The second study of niacin was HPS2-THRIVE, which assessed the effects of adding niacin (in combination with laropiprant, a prostaglandin antagonist, to reduce flushing) in patients with established ASCVD who were already on statin and/or ezetimibe (8). A total of 25,673 adults on statin therapy were randomized to receive 2 g of extended-release niacin plus 40 mg/d of laropiprant or matching placebo. Median follow-up was 3.9 years, and the primary endpoint was the first major vascular event (MI, death from coronary disease, stroke, or revascularization).
Similar to AIM HIGH, participants in HPS2-THRIVE experienced an improvement in lipids, with no reduction in CVD events. The combination of niacin and laropiprant resulted in a lower LDL-C level (average reduction of 10 mg/dL [0.25 mmol/L]) and a higher HDL-C level (average increase of 6 mg/dL (0.15 mmol/L), when compared with placebo (Table 3). No significant effects on composite CVD risk were noted (13.2% in treatment group versus 13.7% in placebo group; rate ratio, 0.96; 95% CI: 0.90–1.03; p=0.29). Event rates for the PICOTS primary outcome were not reported. Study completion rates were 71.6% on niacin and 82.6% on placebo. The combination of niacin and laropiprant was associated with increased risk of serious side effects, including worsening diabetic control and gastrointestinal, muscle, and skin abnormalities, as well as increased risk of infection and bleeding.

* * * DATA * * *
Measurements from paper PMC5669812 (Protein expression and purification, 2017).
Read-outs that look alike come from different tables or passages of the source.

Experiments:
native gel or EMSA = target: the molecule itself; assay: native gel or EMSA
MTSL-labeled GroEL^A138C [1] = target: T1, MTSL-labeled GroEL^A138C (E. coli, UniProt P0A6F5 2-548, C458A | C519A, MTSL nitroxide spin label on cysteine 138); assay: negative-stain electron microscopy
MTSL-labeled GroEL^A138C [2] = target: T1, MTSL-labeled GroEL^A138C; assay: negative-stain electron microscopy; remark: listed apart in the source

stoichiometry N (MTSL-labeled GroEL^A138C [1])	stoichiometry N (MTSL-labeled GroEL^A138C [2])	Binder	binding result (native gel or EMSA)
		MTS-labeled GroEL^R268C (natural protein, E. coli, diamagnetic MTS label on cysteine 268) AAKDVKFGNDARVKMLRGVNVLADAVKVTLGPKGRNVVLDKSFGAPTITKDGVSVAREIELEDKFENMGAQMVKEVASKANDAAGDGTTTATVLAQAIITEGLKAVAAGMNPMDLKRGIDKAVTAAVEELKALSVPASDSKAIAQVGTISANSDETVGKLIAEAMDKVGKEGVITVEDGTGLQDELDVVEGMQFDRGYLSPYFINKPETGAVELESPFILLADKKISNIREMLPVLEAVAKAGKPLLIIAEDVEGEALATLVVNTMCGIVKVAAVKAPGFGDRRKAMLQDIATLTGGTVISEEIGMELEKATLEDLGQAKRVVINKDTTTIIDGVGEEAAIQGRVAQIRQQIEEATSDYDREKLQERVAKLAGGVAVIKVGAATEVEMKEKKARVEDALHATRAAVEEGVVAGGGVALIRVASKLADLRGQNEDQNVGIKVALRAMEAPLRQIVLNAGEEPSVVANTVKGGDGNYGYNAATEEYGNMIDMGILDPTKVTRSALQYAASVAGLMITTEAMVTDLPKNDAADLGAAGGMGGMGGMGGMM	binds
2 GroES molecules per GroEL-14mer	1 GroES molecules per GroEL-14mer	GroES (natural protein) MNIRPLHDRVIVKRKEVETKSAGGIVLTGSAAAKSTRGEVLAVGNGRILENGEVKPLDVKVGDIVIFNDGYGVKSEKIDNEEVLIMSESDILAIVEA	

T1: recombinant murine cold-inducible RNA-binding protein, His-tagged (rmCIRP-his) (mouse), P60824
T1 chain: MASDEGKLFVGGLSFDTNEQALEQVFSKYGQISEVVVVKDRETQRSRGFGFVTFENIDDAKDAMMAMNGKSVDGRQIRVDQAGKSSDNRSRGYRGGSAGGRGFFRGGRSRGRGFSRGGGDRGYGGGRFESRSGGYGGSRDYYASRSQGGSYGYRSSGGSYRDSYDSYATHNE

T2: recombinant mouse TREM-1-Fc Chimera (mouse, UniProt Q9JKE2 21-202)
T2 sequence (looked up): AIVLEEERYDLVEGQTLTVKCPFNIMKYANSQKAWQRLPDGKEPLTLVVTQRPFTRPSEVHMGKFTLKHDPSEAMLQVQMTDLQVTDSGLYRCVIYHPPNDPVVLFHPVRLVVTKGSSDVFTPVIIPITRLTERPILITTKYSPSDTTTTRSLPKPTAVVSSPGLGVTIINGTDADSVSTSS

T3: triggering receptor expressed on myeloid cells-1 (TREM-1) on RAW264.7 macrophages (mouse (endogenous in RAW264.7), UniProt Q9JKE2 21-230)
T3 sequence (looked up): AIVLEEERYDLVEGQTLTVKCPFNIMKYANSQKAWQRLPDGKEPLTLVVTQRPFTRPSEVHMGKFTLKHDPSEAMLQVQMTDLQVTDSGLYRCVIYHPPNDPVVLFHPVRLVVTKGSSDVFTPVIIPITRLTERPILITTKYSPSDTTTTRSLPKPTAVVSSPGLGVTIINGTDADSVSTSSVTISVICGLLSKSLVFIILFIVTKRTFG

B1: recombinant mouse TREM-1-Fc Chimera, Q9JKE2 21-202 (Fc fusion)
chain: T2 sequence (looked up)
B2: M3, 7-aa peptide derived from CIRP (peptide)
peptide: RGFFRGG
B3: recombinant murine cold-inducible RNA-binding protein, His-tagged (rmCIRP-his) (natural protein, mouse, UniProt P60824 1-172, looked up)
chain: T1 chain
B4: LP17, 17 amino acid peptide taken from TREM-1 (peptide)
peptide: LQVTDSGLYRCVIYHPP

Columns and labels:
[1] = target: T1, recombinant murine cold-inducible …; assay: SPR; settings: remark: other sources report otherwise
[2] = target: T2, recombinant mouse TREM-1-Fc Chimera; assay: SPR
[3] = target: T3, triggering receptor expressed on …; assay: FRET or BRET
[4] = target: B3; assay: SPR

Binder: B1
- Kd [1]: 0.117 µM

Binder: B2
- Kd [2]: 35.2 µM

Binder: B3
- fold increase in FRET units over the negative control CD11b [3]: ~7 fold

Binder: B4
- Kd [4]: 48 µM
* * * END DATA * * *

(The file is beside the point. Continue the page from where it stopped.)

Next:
Both HPS2-THRIVE and AIM-HIGH demonstrated no improvement in major vascular events with the addition of extended-release niacin in patients with established atherosclerosis and well-controlled LDL-C levels on statin-based therapy. Furthermore, niacin treatment resulted in an increase in serious side effects. These data significantly curtail the value of niacin as a lipid-modifying agent when added to background statin therapy.